Bokashi Brothers Bokashi 3 kg (6.6 lb) resealable bag
Bokashi has many uses from compost and compost starting odor control. The billions of beneficial microbes in our Bokashi work to “ferment”* your food waste in your indoor composter and then help to finish the compost in your garden or in a outdoor traditional pile. Recycle the nutrients in your food scraps by feeding them to your soil, not the landfill! *Fermentation is anaerobic (without oxygen) and has been shown to retain more nutrients and carbon than traditional composting.
Bokashi Brothers cultures and sells premium double fermented bran based bokashi compost and compost starter. Our dried bokashi is packaged in a low oxygen transfer long lived resealable bag and it is the perfect starter for your indoor food waste fermentation bucket or your traditional outdoor compost pile or drum. You can also add it directly to your soils just like traditional compost but in much smaller amounts. The concentrated beneficial microbes that populated the bran during fermentation are ready to activate in your soil and the bran provides a food substrate so you create billions of tiny beneficial microbial factories. It is like yogurt for dirt! Plus we add trace minerals for extra bio effectiveness.
- has a pretty wide definition but basically it refers to “fermented organic material” and it originated in Japan. The organic material (in our case, rice bran and what is called “mill run” from the production of wheat) is first fermented under controlled conditions and then dried and packaged for use. Fermentation is described in Wikipedia as follows:
Fermentation is a metabolic process that produces chemical changes in organic substrates through the action of enzymes. In biochemistry, it is narrowly defined as the extraction of energy from carbohydrates in the absence of oxygen. In the context of food production, it may more broadly refer to any process in which the activity of microorganisms brings about a desirable change to a foodstuff or beverage. The science of fermentation is known as zymology.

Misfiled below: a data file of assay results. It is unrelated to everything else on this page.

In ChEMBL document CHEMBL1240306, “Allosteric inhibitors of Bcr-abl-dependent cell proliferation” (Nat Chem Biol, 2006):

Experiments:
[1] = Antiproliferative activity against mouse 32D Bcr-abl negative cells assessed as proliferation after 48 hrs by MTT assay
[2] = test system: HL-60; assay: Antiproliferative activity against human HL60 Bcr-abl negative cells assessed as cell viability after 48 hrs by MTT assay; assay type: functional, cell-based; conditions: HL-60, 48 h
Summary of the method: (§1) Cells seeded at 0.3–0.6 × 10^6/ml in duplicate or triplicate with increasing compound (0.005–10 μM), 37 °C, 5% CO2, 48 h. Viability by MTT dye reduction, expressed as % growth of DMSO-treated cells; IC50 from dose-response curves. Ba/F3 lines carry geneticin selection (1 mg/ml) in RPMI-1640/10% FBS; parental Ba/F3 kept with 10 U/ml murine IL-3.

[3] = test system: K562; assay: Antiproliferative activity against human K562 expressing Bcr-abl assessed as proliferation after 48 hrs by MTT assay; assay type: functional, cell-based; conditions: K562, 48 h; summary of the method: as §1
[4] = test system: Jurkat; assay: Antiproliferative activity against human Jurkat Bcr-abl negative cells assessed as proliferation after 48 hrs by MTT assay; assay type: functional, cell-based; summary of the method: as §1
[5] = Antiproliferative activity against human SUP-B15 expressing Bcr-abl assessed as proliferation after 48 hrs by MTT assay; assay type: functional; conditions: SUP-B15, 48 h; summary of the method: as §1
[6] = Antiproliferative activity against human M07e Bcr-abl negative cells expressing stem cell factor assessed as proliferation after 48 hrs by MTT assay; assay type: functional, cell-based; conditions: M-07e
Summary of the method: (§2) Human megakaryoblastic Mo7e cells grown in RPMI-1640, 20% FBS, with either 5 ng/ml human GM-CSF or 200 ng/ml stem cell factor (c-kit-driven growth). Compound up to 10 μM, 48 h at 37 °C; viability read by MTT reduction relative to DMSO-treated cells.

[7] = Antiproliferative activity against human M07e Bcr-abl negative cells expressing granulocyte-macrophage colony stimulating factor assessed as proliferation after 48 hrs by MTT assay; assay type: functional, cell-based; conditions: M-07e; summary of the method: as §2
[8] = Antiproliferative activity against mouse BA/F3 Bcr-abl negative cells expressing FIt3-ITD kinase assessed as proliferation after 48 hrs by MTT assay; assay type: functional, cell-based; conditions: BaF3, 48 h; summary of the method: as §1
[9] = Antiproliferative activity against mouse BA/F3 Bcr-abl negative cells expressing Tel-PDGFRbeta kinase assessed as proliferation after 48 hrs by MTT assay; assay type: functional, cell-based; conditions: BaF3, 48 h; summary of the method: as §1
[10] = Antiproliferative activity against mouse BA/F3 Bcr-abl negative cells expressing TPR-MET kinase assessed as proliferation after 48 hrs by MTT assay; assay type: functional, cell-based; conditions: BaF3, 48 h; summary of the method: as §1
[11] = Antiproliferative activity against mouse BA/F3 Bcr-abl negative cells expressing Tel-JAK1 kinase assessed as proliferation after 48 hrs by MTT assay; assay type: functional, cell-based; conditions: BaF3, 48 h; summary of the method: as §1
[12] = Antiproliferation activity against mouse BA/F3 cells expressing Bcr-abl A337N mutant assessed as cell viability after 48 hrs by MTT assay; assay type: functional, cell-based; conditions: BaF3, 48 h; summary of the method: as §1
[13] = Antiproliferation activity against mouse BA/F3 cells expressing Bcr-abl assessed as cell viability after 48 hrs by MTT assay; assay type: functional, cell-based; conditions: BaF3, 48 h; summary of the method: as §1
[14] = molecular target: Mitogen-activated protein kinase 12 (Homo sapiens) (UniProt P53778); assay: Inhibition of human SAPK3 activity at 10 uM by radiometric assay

In microorganisms, fermentation is the primary means of producing ATP by the degradation of organic nutrients anaerobically. Humans have used fermentation to produce foodstuffs and beverages since the Neolithic age. For example, fermentation is used for preservation in a process that produces lactic acid found in such sour foods as pickled cucumbers, kimchi, and yogurt, as well as for producing alcoholic beverages such as wine and beer. Fermentation occurs within the gastrointestinal tracts of all animals, including human.
In other words, if you add some good fermenting microbes to a food stuff, keep the air out and the conditions right, you produce good things like yogurt and beer! In our case we produce good things for your soil – it is like yogurt for dirt!
We use top quality starter cultures from SCD Probiotics out of Kansas City and locally sourced rice and wheat bran we than add extra ingredients to compliment the process. We mix, pack, seal, ferment, dry, sort and then package our Bokashi Brothers Bokashi for you to conveniently use as a compost starter or as a finished bokashi compost ready to add to your soil.
100% all natural and non-toxic with no harsh chemicals of any kind and all the benefits that probiotics provide. Divert that food waste from the landfill to your garden and do some good while being healthy.
RETURN & REFUND POLICY
We want you to be happy with your purchase. If for any reason you are not, contact us for a full refund.
We pay the shipping to 49 States excluding Alaska and Hawaii. We choose the method that is most economical. Let us know if UPS or USPS do not deliver to your address.
Frequently Asked Questions
Food Waste Composting with Bokashi
What is Probiotic Bokashi Composting? It is the process of pickling/fermenting organic waste material. It is done in a specialized container by excluding oxygen with Rice/Wheat Bran inoculated with Probiotic Beneficial Microbes (PBM) that are added to the food scraps in the container. In the bucket, the “compost” is not finished and looks nothing like traditional black composting- that change happens when you complete the final step of burying the fermented food waste.